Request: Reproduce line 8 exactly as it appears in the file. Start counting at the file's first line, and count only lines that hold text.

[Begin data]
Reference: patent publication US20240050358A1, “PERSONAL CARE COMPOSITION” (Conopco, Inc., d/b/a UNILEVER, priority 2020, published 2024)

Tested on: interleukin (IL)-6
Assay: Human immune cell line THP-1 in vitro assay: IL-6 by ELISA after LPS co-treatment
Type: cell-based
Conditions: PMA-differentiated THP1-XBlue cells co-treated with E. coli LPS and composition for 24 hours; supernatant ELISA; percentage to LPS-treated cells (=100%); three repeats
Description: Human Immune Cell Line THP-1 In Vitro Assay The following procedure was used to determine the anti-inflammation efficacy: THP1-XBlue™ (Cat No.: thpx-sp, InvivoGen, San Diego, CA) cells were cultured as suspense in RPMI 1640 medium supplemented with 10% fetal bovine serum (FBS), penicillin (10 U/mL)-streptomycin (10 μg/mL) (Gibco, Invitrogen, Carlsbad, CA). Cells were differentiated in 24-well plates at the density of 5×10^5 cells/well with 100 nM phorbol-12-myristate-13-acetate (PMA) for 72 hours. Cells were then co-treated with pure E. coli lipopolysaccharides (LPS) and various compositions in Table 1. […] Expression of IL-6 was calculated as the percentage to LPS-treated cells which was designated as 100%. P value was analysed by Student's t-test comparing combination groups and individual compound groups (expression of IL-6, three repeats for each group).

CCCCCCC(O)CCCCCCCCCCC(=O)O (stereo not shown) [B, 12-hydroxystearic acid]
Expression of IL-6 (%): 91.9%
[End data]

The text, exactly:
Expression of IL-6 (%): 91.9%